Columbia University made me vote for Donald Trump

I’m voting for Trump and I couldn’t care less if that hurts your feelings

I understand that social justice warriors will call me a racist, sexist, bigot, and more. Consider me unaffected. I’m way past tired of their shit. I give you permission to hate me. I have had enough of the regressive left and this is the only reason I need to vote for Donald Trump.

On the other hand, I can’t possibly vote for a candidate like Hillary Clinton that would most likely advance the intellectually stifling PC culture of the left. I want ideas and discourse; they want riots and book burnings.

The left is a bunch of bullies. It shouldn’t be hard to see that as conservative speakers are blocked from speaking on campuses around the country, as a homeless woman is verbally and physically abused for holding a sign in support of Trump, and as GOP offices are firebombed.

At Columbia, I started out as a nice boy. I probably wouldn’t have supported Trump back then. But everywhere I turned with my moderate conservative opinions, I was made out to be an extremist and a bigot. Even as a member of the College Republicans I faced regressive pushback. I once held a presentation for the group on the dangers of communism and progressivism, to which the future president of the group would respond, “You know, Hitler was right-wing.” Brilliant. Often, fellow students would parse my words down to the syllables, checking for privilege and/or racism. I just wanted to get along, and they looked to divide. At every step of my educational career I was ostracized for my political views. So, I just voiced my opinions louder.

Columbia gave me the willpower to stand alone in my beliefs. Now I’m honored to say: “I’m With Him.”

Trump does not support the regressive left and their anti-intellectual spin on the reality of the world, turning hero to villain and vice versa. Nor does he give PC book-burning culture a damn second of his time. On the other hand, Hillary embraces the narratives of the regressive left, pandering to Black Lives Matter and other regressive movements that vilify the West as the world’s great evil.

These are some of the reasons I will be voting for Donald J. Trump on November 8th.

Let’s look at the first presidential debate. When Lester Holt brought up the issue of race relations in America, here’s how Trump responded: “We have a situation where we have our inner cities, African-Americans, Hispanics are living in hell because it’s so dangerous. You walk down the street, you get shot.”

And Hillary’s response: “Well, I’ve heard – I’ve heard Donald say this at his rallies, and it’s really unfortunate that he paints such a dire negative picture of black communities in our country.”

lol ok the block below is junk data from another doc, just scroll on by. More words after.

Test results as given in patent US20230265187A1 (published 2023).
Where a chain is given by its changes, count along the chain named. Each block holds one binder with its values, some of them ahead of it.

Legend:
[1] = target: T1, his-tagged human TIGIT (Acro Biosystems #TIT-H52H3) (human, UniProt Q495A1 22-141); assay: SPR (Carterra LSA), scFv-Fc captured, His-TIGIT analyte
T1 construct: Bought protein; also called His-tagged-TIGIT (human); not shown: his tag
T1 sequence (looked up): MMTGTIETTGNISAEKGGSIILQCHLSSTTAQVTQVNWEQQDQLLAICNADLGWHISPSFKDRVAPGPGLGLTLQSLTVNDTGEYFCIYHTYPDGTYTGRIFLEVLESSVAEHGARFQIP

This response by Hillary is extremely problematic, because rather than address the true state of things, she pleases the liberal ear and scores political points. We don’t need any more of this political hack behavior at the helm of our country. People are suffering. You might not like facts, but they are what they are: facts. I am sickened by the suffering of people in this country and in this world. It’s not right that Tyshawn Lee‘s name is unknown to the American people while a violent robber like Michael Brown is heralded as an angelic hero. Trump spoke the truth, whether you hate him or not.

There were over 500 homicides in Chicago between January 1st and September 8th of this year. Do you want to know how many were killed by cops? Six. And Chicago is just one of many cities with this kind of violence, violence that disproportionally affects the black community. I am not okay with the holocaust happening in urban black communities around the country.

Trump pointed out the reality of the situation. Hillary attacked him, because it’ll get her votes.

Then there is the violence coming out of the Islamic world. But Hillary won’t do much in the way of calling out “radical Islam” and she won’t condemn the abuse of gays and women in the Islamic world at large. The Clinton Foundation takes money from countries like Saudi Arabia which viciously abuses gays and women. Additionally, people around Hillary, like John Podesta have more than close ties to despotic regimes like Saudi Arabia. There is simply too much political interest at stake for Hillary to be able to deal with these countries in an honest way. Maybe I wouldn’t say that if she spent more time condemning the abuse that goes on in these countries, but instead, like the rest of the left, she is mostly silent on the issue.